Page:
Cardiopulmonary resuscitation should be extended to more than 35 minutes for children, study showsBMJ 2013; 346 doi: http://dx.doi.org/10.1136/bmj.f458 (Published 22 January 2013) Cite this as: BMJ 2013;346:f458
Extending cardiopulmonary resuscitation (CPR) for longer than previously recommended—to more than 35 minutes—is associated with higher rates of survival than expected without impairing neurological function, says a large study1 in children that follows similar findings in a recent study2 in adults.
The study analysed data from the American Heart Association’s Get With the Guidelines Resuscitation programme (GWTG-R), a prospective multicentre registry that collects information on in-hospital cardiac arrest. Researchers examined hospital records for 3419 children (mean age 4.9 years) undergoing cardiopulmonary resuscitation after cardiac arrest in 328 US and Canadian hospitals between 2000 and 2009.
Results showed that CPR duration was independently associated with survival to hospital discharge. The adjusted probability of survival was 41% for children whose CPR lasted for 1-15 minutes, but 12% of children undergoing resuscitation for longer than 35 minutes survived to be discharged from hospital. Nearly two thirds (60%) of the children who survived prolonged CPR had good neurological outcomes.
“These findings about the duration of CPR are game changing, and we hope they will rapidly affect hospital practice,” said Robert Berg, one of the study’s authors and chief of critical care medicine at the Children’s Hospital of Philadelphia and chairman of the registry’s scientific advisory board.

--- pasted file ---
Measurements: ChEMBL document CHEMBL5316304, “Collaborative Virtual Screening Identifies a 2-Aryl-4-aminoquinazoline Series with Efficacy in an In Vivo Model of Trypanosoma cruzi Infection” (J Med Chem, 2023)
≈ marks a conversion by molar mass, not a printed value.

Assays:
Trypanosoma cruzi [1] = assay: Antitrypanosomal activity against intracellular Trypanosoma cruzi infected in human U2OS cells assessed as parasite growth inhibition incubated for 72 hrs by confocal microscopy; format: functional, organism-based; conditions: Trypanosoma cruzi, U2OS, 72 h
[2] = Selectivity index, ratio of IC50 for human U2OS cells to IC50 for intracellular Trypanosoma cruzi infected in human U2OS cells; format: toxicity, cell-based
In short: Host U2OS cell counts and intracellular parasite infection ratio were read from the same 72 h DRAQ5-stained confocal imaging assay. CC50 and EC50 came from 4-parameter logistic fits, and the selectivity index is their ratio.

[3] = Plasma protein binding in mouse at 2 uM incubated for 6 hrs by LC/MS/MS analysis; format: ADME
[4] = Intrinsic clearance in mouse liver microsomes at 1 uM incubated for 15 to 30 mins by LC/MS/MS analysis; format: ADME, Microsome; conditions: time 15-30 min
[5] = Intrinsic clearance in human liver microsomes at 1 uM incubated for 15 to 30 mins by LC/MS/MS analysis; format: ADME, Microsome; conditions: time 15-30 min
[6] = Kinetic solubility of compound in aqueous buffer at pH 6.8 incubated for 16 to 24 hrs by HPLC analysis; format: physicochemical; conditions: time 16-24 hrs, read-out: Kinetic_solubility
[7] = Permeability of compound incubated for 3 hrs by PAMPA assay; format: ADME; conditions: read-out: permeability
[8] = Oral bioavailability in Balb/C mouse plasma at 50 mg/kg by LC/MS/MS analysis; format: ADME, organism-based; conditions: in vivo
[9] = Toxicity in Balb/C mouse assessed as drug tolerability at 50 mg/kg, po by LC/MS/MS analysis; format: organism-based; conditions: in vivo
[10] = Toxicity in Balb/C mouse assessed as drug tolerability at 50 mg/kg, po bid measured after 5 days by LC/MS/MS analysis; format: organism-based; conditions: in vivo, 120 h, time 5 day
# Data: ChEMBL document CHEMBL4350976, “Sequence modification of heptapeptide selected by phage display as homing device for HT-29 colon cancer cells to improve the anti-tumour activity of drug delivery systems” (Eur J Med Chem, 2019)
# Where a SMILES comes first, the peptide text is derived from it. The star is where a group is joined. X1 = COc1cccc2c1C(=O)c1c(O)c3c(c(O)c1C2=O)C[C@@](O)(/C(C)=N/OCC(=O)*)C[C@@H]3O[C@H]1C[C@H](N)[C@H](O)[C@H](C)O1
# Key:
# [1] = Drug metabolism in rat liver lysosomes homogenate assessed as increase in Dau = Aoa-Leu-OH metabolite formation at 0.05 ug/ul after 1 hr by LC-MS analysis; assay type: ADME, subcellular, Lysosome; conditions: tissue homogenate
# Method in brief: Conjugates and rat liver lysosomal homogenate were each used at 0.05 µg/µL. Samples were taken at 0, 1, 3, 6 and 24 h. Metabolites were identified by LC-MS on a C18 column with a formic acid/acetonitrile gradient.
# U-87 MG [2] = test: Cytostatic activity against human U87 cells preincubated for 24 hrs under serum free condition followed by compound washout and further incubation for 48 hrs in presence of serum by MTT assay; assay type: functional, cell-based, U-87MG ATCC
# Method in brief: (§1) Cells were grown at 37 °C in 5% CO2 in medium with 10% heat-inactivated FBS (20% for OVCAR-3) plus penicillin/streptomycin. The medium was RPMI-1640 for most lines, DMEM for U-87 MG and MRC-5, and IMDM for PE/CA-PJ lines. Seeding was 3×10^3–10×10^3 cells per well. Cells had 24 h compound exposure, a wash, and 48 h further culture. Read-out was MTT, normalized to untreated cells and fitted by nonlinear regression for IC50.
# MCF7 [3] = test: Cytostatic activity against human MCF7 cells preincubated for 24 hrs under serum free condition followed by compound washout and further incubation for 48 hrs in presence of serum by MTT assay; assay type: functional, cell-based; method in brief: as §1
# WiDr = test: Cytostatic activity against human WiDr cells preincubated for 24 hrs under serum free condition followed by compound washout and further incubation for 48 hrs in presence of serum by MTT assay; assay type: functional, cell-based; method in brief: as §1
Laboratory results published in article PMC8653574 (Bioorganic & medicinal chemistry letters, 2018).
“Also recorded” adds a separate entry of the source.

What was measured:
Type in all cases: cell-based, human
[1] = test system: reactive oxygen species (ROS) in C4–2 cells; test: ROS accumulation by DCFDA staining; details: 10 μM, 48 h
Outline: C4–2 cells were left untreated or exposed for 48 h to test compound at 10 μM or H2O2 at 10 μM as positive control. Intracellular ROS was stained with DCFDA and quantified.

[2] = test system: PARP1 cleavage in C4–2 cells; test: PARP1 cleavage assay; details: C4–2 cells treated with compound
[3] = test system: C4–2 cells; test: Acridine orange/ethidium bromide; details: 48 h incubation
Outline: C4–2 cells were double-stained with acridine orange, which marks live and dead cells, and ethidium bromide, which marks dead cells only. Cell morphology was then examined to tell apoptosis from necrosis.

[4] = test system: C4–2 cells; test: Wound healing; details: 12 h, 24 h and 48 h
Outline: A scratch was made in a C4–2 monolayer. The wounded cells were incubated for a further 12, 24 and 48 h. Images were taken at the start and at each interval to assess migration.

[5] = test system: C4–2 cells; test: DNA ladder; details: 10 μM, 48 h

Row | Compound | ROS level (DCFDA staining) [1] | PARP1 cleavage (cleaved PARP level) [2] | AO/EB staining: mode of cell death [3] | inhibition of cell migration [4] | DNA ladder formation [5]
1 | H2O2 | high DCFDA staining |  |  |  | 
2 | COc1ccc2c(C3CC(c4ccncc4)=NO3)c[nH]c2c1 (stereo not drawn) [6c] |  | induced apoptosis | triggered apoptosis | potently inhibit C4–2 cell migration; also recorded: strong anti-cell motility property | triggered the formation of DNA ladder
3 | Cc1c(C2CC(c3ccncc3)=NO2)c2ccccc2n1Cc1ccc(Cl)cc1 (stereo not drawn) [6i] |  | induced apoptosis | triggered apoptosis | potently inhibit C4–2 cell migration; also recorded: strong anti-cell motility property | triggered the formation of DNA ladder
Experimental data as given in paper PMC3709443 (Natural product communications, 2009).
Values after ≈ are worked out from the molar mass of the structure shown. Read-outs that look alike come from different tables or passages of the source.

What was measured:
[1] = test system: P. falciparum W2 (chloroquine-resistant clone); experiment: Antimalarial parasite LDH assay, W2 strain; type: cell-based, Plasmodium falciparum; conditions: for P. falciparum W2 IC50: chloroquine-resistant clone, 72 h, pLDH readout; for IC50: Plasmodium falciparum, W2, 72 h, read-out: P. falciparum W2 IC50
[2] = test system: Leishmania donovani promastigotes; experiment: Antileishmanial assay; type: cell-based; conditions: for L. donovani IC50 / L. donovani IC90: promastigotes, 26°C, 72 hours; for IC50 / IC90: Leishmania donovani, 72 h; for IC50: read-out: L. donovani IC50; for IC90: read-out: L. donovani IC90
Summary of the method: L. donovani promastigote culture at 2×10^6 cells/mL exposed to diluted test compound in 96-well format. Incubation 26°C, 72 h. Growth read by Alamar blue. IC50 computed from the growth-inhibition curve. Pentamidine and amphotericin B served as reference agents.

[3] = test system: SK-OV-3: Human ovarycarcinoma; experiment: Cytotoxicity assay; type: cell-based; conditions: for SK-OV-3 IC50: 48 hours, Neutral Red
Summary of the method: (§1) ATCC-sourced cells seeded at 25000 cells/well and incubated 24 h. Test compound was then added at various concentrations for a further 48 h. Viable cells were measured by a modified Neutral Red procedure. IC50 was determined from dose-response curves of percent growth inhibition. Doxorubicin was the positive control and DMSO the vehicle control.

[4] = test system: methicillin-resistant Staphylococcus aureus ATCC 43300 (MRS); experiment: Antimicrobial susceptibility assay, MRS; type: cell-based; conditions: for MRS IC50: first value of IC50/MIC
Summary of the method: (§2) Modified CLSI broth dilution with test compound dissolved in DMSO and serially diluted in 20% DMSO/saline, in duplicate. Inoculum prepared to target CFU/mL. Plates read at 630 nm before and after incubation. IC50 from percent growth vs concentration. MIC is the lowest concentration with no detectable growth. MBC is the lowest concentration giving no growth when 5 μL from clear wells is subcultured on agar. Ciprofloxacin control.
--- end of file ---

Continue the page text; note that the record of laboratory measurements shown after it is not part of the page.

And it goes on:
“Most physicians thought that continuing CPR for longer than 15 to 20 minutes was futile and chances of survival were approximately zero,” he said. “But the figures show that 12% of children who are still getting CPR at 35 minutes survive to hospital discharge. It’s clearly not a futile intervention.”
Berg said he was so surprised when he first saw the survival curve for CPR beyond 30 minutes that he asked the statisticians if they were the real figures.
“The findings suggest that some children who would presumably die without CPR survive with a favorable neurologic outcome even after prolonged resuscitation efforts,” he said.
Among the 954 survivors in the study, just over a third (36%) had CPR for over 15 minutes and 16.5% for longer than 35 minutes. As expected, outcomes in the first 15 minutes of CPR declined rapidly, underlining the importance of rapid return of spontaneous circulation. Survival decreased linearly by 2.1% and rates of favourable neurological outcome by 1.2% per minute between 1 and 15 minutes of CPR.⇓
“But the finding that survival after more than 35 minutes of CPR is as high as 16.2% in certain patient groups is novel,” the research group said. Surgical cardiac patients had the highest odds ratios for survival and favourable neurological outcomes, whereas trauma patients had the lowest.
The findings in children parallel those seen in a similar study of 64 000 adults who had in-hospital cardiac arrest between 2000 and 2008.2 Patients in the top quartile of CPR duration (25 minutes) had a 12% higher chance of surviving cardiac arrest than those in the lowest quartile (16 minutes), with similar neurological outcomes.
Cite this as: BMJ 2013;346:f458